Advertisement

Perceptual Knowledge

  • Carl Ginet
Chapter
Part of the Philosophical Studies Series in Philosophy book series (PSSP, volume 5)

Abstract

Perceptual facts known to the perceiver immediately upon occurrence fall into two classes: those that he knows inferentially and those that he knows non-inferentially. This classification does not necessarily exhaust the domain of perceptual facts: it is possible for a perceptual fact to be unknown to its subject at the time it occurs.

Keywords

Visual Experience Visual Sensation Perceptual Knowledge Present Point Perceptual Fact 
These keywords were added by machine and not by the authors. This process is experimental and the keywords may be updated as the learning algorithm improves.

Preview

Unable to display preview. Download preview PDF.

Unable to display preview. Download preview PDF.

Notes

  1. 1.
    As some do. See, for example, Armstrong (1961), p. 191, Hamlyn (1957), p. 110, Hamlyn (1961), p. 196 and Chisholm (1957), p. 3.Google Scholar
  2. 2.
    This point and ones in the next paragraph were brought home to me by Collins (1967).Google Scholar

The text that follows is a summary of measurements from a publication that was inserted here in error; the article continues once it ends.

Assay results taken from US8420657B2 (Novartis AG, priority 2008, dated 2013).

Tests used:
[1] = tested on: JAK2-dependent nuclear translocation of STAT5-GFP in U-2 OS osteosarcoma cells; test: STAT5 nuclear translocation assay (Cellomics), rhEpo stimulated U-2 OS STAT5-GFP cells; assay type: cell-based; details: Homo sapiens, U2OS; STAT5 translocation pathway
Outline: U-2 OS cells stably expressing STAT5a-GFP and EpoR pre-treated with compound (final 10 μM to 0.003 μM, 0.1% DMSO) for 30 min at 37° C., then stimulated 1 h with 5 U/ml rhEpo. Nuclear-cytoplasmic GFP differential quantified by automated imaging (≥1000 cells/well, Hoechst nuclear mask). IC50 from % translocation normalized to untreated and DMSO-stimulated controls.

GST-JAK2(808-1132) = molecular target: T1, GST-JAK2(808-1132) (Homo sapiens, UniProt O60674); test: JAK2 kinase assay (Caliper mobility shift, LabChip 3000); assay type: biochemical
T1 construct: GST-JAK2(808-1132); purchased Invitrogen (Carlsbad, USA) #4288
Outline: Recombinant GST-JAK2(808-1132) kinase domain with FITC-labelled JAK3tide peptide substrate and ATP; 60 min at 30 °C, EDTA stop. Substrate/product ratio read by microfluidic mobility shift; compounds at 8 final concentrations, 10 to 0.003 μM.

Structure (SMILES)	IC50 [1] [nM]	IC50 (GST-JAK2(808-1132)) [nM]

3. 3.
    For a full and interesting discussion of the conditions of seeing that p see Dretske (1969).Google Scholar
  4. 5.
    Put forward by Berkeley (see Principles of Human Knowledge, I: 3, 58) and many philosophers since, for example: J. S. Mill (1865), Ch. 11 and Appendix to Ch. 12, Russell (1914a and 1914b), Lewis ( 1947 ), Chs. VI–IX, and Ayer (1947).Google Scholar
  5. 7.
    Criticisms of phenomenalism similar to those that I have given, and some others as well, are presented in Armstrong (1961), Chs. 5 and 6.Google Scholar

Copyright information

© D. Reidel Publishing Company, Dordrecht, Holland 1975

Authors and Affiliations

  • Carl Ginet
    • 1
  1. 1.Cornell UniversityIthacaUSA

Personalised recommendations